Many of these preparations had been already completed before Hussein arrived at the compound. Hussein, according to his own statement, was an outstanding trainer of wild elephants. So he would not take part in driving the wild elephants into the barricades. But his responsibilities included inspecting and strengthening the barricades, and inspecting the gears, ropes, and slings that would be used to tame the elephants.
The spot chosen for trapping the animals was usually across a place in the river where it was shallow, the flow was gentle, and the riverbank was flat. He told us this place was usually on the opposite side of the land from which herd was driven in. Driven by the din created by the drummers and beaters, a herd would enter the river in utter panic, clamber up the opposite bank at the designated spot and dash into the ever-narrowing path with tamed elephants, drummers and beaters rushing them from behind. On both sides of this entry point, heavy fortification was built with bamboo, rope nets and other foliage. This passage ended at a massive gate opening in to a circular fortification, in which the animals would be forced and trapped. At one or two points in the circular fortification, there were gates through which selected animals would be led out into another enclosure for taming. From this second enclosure, there were gates leading to another large open area, where there were trees and manmade posts to which animals would be taken singly, tied and tamed individually.
The operation for driving the elephants to the circular fortification began three days after Hussein had arrived and reported for duty. Initially, the noise created by the drummers and beaters was distant, and it increased as the herd came closer. Suddenly, Ali Hussein could see the herd rushing madly in utter confusion, and some elephants trying to break away from the line. The drummers, beaters and people with poles chased them back and tried to make them a single file. One of the men slipped and got injured by dashing against a rock. Ultimately, all the animals were in the enclosure, tightly packed, trying to make a circle and protect themselves, with a few brave tuskers trumpeting and pushing and stomping in rage.
The animals were allowed cool down for a couple of days. The mahouts provided them fodder from above but not as much as they would eat in the wild. In the meanwhile, plans were worked out for selecting the elephants and transferring them one by one to the taming area. Then, some tame elephants were introduced into the stockade, and the selected wild elephant was isolated by coordinated manoeuvres and driven to the next enclosure. Once in the taming enclosure, the next move was to rope the wild one, fell it to the ground, and then tie its legs securely to the trees nearby. It was usual to start with cows and calves, and then take up the adult males.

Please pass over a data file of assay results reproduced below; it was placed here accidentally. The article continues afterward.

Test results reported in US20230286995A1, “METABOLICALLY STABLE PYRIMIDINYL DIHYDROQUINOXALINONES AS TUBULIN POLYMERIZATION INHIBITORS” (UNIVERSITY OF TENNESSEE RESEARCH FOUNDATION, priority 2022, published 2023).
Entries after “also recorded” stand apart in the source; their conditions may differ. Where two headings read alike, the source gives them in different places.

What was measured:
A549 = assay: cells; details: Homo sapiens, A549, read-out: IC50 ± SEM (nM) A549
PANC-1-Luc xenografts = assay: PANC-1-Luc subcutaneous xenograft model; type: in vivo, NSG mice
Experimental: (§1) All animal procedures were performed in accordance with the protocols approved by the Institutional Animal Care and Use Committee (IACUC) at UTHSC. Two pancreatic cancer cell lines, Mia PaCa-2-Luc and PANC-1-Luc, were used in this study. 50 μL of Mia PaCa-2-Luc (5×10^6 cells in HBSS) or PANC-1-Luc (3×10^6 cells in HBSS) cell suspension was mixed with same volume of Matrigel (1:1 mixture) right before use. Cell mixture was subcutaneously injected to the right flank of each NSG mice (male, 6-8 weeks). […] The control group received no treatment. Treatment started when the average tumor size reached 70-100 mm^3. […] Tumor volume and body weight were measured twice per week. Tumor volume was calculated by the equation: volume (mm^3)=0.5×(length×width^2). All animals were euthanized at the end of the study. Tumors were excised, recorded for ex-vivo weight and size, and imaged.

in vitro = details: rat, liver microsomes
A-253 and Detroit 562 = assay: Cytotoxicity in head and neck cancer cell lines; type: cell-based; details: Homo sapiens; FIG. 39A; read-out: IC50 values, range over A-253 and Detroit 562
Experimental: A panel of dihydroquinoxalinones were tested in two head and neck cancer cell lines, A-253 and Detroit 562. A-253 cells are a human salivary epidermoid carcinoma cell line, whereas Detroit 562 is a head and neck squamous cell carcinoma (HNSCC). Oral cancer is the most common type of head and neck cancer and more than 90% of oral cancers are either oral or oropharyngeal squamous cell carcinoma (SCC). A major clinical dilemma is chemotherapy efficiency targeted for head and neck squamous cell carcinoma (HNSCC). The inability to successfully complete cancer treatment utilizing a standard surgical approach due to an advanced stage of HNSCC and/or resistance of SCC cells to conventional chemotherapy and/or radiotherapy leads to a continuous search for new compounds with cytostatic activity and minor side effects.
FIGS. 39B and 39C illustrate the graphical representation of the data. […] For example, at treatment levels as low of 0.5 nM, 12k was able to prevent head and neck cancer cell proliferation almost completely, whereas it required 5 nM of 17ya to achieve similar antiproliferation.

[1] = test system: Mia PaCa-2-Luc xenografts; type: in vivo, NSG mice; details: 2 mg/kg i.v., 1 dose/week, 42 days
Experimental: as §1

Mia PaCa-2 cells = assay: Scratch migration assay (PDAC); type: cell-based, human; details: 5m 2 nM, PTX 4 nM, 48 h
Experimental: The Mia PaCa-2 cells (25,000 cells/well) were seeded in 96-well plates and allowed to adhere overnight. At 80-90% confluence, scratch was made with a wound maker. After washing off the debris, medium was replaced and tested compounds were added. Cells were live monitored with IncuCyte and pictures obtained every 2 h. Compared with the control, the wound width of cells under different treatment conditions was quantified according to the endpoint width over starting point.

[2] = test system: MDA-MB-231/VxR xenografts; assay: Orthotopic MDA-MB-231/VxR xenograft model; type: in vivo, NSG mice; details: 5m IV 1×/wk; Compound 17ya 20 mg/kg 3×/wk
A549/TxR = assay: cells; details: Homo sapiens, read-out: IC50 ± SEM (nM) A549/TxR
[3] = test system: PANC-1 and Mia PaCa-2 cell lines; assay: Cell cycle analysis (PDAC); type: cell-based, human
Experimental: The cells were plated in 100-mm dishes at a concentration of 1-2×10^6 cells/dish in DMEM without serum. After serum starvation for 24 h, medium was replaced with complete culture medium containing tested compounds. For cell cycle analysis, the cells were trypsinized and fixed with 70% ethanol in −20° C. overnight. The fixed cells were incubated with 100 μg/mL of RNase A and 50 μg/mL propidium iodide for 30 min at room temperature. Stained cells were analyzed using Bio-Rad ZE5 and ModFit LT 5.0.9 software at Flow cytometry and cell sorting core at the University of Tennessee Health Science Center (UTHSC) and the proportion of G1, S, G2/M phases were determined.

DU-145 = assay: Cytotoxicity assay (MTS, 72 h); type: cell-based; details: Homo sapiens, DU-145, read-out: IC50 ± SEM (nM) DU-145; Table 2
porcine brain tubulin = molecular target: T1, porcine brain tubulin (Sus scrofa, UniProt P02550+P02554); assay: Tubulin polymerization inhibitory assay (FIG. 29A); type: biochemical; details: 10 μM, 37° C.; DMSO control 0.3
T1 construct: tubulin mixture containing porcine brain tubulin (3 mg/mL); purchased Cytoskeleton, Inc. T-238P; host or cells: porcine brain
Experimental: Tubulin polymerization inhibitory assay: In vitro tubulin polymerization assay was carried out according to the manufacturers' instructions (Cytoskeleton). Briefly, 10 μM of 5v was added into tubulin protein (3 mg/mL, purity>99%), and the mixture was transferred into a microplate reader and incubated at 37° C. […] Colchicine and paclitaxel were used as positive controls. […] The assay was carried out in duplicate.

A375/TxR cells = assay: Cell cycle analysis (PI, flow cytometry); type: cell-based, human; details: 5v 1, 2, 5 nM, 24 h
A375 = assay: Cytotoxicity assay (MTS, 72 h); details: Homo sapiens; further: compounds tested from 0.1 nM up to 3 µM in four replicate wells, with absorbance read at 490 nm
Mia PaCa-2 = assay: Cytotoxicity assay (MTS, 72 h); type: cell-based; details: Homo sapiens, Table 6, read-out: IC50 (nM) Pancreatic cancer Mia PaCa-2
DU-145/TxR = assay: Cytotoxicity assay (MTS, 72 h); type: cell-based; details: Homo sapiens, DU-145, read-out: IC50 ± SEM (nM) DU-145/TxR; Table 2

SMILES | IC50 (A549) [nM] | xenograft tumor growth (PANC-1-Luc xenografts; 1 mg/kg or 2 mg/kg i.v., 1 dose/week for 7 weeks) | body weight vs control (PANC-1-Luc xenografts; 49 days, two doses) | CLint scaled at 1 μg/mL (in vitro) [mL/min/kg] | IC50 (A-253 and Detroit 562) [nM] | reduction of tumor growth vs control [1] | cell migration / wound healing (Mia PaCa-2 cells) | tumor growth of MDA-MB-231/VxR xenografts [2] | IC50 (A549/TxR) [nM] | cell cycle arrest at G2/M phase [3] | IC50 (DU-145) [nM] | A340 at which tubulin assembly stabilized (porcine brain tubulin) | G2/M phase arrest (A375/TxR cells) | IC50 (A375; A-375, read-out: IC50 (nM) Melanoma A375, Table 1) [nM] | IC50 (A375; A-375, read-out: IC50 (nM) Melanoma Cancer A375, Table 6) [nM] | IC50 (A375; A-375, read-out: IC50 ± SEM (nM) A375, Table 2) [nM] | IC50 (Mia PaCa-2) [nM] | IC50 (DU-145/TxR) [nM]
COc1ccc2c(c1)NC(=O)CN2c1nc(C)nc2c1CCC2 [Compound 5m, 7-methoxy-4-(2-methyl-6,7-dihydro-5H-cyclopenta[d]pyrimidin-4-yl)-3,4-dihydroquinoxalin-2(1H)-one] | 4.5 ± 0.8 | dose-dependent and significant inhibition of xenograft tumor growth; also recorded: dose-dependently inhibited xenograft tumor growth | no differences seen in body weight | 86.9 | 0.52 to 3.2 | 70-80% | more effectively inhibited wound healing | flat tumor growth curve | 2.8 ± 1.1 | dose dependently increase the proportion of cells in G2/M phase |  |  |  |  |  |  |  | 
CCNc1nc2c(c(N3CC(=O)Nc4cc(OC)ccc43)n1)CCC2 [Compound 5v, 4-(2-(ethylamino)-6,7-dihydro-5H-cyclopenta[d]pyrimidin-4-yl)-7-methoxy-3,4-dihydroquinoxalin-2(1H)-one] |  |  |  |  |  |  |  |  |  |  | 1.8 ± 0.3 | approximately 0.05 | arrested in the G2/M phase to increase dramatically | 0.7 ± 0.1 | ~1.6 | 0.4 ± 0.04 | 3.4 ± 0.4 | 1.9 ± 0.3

Roping the legs and felling the elephant required special skills. This was the area in which Hussein claimed he was an expert. The job required the coordinated effort of a couple of tamed elephants, mahouts/men carrying Ankus (An Ankus is a sharp pointed iron pole used to poke elephants at sensitive areas of their anatomy to force them to obey commands) and pointed bamboo, some carrying ropes for lassoing. As it was painful, the elephant might run wild unless the surrounding tame elephants and men stood their ground and prevented the elephants from running away. And all this was to be done in a narrow space.
In this way as many legs as the mahouts consider adequate were tied. Then the animal was starved. It was a widely held belief that a wild elephant had to undergo a painful treatment so that it would know and remember that man is its master, and that the elephant has to obey his master.
When the elephant became weak, it was felled. Once felled, its hind legs were cut at the ankle, and milk of cactus was rubbed into the wounds. This caused boils to develop. Then a rope was tied around the cuts, so that any small movement would make the rope rub and break the boil - causing break and cause intense pain.